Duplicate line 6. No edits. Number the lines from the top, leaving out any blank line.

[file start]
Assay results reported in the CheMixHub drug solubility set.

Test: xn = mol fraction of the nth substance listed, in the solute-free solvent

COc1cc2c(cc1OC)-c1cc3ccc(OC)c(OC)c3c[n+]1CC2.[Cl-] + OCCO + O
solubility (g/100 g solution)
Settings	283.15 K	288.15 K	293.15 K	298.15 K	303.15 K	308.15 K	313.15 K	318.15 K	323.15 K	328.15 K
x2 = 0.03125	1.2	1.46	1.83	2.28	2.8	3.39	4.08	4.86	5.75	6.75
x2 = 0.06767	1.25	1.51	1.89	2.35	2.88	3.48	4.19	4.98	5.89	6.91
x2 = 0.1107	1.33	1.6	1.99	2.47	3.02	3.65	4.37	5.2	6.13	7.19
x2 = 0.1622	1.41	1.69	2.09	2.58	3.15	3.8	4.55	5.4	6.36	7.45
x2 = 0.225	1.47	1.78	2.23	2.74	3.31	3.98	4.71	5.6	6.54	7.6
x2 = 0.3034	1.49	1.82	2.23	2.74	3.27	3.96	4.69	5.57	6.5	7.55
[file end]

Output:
x2 = 0.03125	1.2	1.46	1.83	2.28	2.8	3.39	4.08	4.86	5.75	6.75